Changes between Initial Version and Version 1 of ReleaseManagementPrelim


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Timestamp:
Dec 4, 2007 8:39:07 AM (12 years ago)
Author:
hobu
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  • ReleaseManagementPrelim

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     1{{{
     2#!rst
     3==============================================================================
     4GDAL Release Management Process
     5==============================================================================
     6
     7:Author: Howard Butler
     8:Contact: hobu.inc@gmail.com
     9:Date: 2007-12-04
     10
     11.. sectnum::
     12
     13.. contents::
     14    :depth: 3
     15    :backlinks: top
     16
     17This document steals heavily from MapServer `MS RFC 34`_, written by
     18Daniel Morissette.
     19
     20
     21Version Management
     22------------------
     23
     24GDAL uses a typical major.minor.revision (eg, 1.5.0) release numbering scheme
     25with the major release limited to containing drastic API or behavioral
     26changes (very few to date), the minor release typically being the annual
     27or semi-annual release containing new features and drivers, and the revision
     28release containing backported fixes to a maintenance branch.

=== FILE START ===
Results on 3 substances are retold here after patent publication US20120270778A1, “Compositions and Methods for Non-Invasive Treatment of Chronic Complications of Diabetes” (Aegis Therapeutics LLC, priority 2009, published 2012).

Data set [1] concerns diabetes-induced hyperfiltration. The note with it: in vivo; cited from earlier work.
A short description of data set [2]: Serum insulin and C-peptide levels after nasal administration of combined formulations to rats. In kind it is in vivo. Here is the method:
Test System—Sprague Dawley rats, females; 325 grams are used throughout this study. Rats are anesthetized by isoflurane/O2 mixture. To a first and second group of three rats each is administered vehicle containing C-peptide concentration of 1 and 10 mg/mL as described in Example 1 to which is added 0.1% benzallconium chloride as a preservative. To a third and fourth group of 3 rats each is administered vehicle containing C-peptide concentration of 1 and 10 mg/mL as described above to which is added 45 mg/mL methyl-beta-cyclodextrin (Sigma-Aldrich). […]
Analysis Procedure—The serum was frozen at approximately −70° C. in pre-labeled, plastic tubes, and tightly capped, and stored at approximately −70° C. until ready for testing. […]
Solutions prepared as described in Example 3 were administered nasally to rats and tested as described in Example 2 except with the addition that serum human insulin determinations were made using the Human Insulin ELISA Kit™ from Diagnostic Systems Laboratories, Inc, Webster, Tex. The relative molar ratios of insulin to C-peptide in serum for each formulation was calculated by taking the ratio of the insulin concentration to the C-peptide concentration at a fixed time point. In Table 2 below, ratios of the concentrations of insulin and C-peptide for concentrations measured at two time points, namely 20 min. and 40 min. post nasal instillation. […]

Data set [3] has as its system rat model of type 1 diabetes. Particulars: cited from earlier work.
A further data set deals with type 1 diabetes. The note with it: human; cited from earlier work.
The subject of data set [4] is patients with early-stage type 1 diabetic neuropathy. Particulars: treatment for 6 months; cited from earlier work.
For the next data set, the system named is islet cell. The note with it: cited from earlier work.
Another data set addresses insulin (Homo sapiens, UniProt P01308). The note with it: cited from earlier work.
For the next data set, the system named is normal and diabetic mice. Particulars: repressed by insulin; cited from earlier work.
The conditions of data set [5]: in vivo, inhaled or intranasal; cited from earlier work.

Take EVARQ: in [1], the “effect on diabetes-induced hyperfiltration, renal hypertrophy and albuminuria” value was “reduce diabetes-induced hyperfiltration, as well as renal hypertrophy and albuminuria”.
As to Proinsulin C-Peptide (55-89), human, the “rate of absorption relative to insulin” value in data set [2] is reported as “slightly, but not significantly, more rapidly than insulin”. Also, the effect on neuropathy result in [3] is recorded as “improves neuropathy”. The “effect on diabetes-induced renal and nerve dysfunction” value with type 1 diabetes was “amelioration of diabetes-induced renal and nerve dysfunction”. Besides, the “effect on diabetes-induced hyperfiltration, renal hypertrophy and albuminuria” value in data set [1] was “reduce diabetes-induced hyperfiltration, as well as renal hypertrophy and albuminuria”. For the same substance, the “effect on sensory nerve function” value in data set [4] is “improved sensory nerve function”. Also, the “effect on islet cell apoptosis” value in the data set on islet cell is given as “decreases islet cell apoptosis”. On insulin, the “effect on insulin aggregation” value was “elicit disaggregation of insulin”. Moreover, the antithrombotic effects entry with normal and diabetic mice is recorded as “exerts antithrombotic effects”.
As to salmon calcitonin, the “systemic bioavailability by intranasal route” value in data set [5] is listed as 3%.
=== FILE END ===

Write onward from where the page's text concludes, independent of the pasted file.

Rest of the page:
29
     30Major
     31.....
     32
     33The project desires to have very few major releases, as maintaining a
     34rigorously backwards compatible API is a long-standing goal of the project. 
     35A major release is expected to be highly disruptive to client software, and
     36it is expected that only large scale architectural re-engineering would
     37precipitate a major release.  We're. not. having. one.
     38
     39Minor
     40.....
     41
     42The project desires to have an annual or semi-annual minor release that is
     43limited to new features, slight structural enhancements, new APIs (no
     44removals), and re-engineering of the library's subsystems.  It is expected
     45that the minor release will happen no earlier than every six (6) months
     46and no later than one (1) year, periodically.  Continuing development
     47within the main development trunk is expected to be tracking what will
     48ultimately be the next minor release.
     49
     50Revision
     51........
     52
     53The project desires to have revision releases (maintenance releases) of
     54the previously released minor release every two (2) to six (6) months,
     55periodically, until a revision release of the current minor release
     56has been made.  For example, if the 1.4 maintenance branch contains a continuing